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March 14, 2005

Use/Mention and the War on Secularism

Commenter Boethius asks: "Science classes might not need the story about "the two naked kids with the apple" but how about literature classes?"

This is actually something I've wondered about for a while. Suppose for a moment that some monolithic "The Left" and "The Right" got together, and The Left proposed a deal: Creationism/ID would be kept out of science curricula, but in exchange, every literature curriculum would be modified to include extensive study of the Bible. Personally, I'd be amenable to this. The Bible is, after all, probably the most important and influential text in the history of Western civilization. My preference would be for additional study of the Torah (i.e. not just the New Testament), Qur'an, and other religious texts, but let’s say for a moment that those aren’t dealbreakers. Would The Right take the deal?

My instinct is "No," and here’s why. I, like Ezra, am no Matt Yglesias. But I do dabble in enough philosophy to be familiar with something called the use/mention distinction, and I think something like it is at play here. Many religious conservatives - for example, the Ten Commandments display advocates - like to say that god is the source of our laws, values, and rights. With this, they justify injecting it into our schools and courthouses. But of course, this claim can’t be literally true. Personally, I’m an atheist-leaning agnostic. Can this mean I bear no rights? Am I just fortunate (a) that the government can’t tell I’m a non-believer, or (b) that god has seen fit to endow me with rights even though I don’t believe he’s there? Both of these propositions seem unreasonable, and neither seems like somethingthe state ought to be endorsing. At the same time, it does just seem objectively true that America’s legal system, and the values it relies on, have some major foundations in religious thought.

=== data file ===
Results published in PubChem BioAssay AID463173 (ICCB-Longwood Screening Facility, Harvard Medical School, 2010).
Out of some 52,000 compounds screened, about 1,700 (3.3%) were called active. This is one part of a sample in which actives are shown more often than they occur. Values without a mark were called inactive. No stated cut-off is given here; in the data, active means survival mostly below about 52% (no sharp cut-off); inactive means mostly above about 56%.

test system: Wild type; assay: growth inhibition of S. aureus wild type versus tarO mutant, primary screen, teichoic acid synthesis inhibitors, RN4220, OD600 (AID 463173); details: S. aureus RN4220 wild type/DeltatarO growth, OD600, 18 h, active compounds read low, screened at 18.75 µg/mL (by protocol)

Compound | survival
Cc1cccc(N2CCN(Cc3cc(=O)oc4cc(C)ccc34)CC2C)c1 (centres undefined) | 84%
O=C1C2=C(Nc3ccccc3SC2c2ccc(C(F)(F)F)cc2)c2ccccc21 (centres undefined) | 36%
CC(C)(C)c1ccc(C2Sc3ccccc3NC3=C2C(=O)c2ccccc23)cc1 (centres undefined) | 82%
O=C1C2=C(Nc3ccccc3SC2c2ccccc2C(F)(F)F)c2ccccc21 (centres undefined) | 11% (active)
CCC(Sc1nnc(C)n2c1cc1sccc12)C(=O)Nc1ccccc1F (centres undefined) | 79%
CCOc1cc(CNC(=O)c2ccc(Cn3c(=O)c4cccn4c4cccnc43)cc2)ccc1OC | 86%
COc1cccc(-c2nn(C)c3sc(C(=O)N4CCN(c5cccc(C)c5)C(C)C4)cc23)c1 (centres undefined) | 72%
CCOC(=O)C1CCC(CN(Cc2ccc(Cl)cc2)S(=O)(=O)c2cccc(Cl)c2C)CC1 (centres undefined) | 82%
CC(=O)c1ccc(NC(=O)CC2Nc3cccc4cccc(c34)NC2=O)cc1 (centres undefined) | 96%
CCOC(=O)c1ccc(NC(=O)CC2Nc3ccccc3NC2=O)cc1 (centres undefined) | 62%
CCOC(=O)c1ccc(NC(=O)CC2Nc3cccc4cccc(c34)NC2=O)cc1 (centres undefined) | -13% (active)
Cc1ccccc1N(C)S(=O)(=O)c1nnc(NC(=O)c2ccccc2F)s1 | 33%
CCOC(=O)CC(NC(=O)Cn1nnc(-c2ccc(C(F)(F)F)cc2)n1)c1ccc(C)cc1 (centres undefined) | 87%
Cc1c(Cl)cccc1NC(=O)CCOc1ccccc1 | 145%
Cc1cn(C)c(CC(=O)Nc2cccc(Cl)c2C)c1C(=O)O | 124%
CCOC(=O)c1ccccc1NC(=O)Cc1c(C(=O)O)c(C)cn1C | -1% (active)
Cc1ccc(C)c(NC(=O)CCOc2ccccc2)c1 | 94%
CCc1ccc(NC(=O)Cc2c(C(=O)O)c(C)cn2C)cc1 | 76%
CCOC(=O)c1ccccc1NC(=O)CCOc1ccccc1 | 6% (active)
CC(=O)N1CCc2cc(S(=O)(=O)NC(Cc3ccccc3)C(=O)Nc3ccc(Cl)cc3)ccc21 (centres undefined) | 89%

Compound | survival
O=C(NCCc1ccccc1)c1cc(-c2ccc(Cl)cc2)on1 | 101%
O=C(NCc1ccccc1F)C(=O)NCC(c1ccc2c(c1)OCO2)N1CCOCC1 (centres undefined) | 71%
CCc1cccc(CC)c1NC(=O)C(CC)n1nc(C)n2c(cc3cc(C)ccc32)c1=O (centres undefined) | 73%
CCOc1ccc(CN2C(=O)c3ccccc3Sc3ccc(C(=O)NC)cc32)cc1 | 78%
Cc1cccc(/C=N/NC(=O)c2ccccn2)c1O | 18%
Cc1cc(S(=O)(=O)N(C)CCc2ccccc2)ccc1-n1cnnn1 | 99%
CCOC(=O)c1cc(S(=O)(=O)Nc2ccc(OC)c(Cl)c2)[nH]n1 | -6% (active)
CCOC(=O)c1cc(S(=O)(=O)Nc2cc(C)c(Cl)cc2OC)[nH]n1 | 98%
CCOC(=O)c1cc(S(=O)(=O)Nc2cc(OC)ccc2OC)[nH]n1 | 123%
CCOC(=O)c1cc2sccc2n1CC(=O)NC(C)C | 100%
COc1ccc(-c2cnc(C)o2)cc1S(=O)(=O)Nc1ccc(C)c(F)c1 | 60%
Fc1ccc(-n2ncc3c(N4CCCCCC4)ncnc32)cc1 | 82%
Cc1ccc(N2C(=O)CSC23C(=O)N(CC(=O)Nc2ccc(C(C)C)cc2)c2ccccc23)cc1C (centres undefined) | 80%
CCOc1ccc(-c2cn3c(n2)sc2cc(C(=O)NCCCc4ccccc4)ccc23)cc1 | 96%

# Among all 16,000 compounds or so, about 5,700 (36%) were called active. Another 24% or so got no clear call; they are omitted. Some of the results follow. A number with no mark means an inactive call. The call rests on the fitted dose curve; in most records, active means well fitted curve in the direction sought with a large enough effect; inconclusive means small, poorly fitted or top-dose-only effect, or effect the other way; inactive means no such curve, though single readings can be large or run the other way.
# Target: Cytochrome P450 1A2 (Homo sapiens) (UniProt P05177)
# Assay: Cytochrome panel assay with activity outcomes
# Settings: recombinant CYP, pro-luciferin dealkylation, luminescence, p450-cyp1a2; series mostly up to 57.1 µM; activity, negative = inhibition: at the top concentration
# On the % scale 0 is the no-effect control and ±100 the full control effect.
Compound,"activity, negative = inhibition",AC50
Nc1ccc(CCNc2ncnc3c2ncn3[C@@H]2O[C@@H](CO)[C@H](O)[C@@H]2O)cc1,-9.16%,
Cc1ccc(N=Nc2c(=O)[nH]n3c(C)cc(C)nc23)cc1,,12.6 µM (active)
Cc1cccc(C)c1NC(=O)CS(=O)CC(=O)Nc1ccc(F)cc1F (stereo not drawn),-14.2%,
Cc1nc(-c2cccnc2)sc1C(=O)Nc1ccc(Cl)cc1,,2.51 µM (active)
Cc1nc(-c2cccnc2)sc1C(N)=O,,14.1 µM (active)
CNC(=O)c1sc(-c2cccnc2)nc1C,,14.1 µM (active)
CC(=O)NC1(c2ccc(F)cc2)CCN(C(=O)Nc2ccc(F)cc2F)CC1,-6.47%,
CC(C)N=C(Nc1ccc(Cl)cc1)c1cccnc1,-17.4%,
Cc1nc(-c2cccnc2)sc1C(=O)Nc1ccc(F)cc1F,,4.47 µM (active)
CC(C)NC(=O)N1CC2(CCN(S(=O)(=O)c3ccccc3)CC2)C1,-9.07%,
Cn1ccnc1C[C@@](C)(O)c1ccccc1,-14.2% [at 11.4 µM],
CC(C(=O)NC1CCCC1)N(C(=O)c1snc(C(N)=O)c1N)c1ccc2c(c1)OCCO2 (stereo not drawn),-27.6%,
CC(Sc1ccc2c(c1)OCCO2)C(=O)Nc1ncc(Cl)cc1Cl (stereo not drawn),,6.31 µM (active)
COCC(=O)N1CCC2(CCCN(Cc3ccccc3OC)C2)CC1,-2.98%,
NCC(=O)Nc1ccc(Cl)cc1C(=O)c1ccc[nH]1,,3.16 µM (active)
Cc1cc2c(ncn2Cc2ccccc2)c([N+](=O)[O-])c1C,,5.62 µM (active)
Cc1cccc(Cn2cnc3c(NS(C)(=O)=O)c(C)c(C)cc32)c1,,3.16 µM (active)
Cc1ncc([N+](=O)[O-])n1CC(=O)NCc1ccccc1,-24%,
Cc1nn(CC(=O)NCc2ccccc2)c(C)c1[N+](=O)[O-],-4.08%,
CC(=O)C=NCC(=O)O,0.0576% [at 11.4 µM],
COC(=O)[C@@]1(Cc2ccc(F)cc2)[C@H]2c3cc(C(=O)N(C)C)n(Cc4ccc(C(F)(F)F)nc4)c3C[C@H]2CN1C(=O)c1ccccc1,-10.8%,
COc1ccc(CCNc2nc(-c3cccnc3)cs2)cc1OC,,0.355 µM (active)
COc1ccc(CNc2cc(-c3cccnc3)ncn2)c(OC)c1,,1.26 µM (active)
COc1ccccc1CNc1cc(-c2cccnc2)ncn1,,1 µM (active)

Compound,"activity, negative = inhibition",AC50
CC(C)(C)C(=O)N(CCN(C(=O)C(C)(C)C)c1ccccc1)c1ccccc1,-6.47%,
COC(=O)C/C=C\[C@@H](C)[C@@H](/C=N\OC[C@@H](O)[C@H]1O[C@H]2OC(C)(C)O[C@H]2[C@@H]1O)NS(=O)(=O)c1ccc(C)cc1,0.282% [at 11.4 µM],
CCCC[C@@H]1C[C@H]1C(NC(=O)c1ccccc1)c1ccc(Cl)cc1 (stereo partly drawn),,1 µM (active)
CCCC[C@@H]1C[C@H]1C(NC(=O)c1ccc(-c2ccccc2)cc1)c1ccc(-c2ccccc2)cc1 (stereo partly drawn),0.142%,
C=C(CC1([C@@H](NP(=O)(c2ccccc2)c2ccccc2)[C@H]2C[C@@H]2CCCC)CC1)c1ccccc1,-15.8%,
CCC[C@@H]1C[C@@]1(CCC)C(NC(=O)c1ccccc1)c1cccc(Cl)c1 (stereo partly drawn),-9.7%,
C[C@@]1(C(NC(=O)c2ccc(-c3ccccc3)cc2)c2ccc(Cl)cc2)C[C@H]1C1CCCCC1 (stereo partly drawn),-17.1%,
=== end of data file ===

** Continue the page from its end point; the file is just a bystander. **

The disconnect here is this: The existence of religious roots in our laws and values is not a function of god, but a function of faith. They exist because the men who birthed our nation believed in a higher power, regardless of whether one actually exists. In other words, it is not god, but "god," that is at least partially the source of our laws and values. This distinction may seem trivial, but I think it holds the key to a lot of the conflict we see today between traditional religious values and traditional notions of secularism. One side wants to acknowledge the importance of god; the other side doesn’t. But can’t either side acknowledge the importance of faith? It seems like this reading could satisfy people on both sides who won’t take "ceremonial deism" for an answer.

- Daniel A. Munz

March 14, 2005 in Religion | Permalink

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Comments

Well I'm still recovering from the shock of seeing my name at the top of the page.

It's an interesting point you raised.

I think some religious people would be wary of extensive Bible study. Besides the most popular books - Genesis, Job, Psalms, Gospels, Acts there are some very strange things such as Ezekiel and Revelations.